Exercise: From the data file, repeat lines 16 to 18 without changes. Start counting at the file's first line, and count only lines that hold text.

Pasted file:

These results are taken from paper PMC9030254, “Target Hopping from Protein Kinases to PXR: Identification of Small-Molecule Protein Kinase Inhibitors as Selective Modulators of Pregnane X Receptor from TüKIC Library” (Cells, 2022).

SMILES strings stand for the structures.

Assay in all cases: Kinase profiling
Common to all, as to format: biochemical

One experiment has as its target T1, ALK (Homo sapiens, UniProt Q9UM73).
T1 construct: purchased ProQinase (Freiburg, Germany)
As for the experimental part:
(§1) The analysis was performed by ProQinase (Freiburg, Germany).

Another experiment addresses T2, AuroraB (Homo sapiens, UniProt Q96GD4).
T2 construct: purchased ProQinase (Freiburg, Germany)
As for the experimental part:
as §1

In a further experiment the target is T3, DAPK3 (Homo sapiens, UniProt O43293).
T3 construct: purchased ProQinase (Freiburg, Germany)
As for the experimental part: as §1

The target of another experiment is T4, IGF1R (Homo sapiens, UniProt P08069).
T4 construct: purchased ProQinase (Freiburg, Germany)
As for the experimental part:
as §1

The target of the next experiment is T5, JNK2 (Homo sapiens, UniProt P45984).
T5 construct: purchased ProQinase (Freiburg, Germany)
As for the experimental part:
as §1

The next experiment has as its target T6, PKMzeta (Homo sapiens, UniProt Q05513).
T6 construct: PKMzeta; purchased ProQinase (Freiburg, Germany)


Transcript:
The target of another experiment is T4, IGF1R (Homo sapiens, UniProt P08069).
T4 construct: purchased ProQinase (Freiburg, Germany)
As for the experimental part: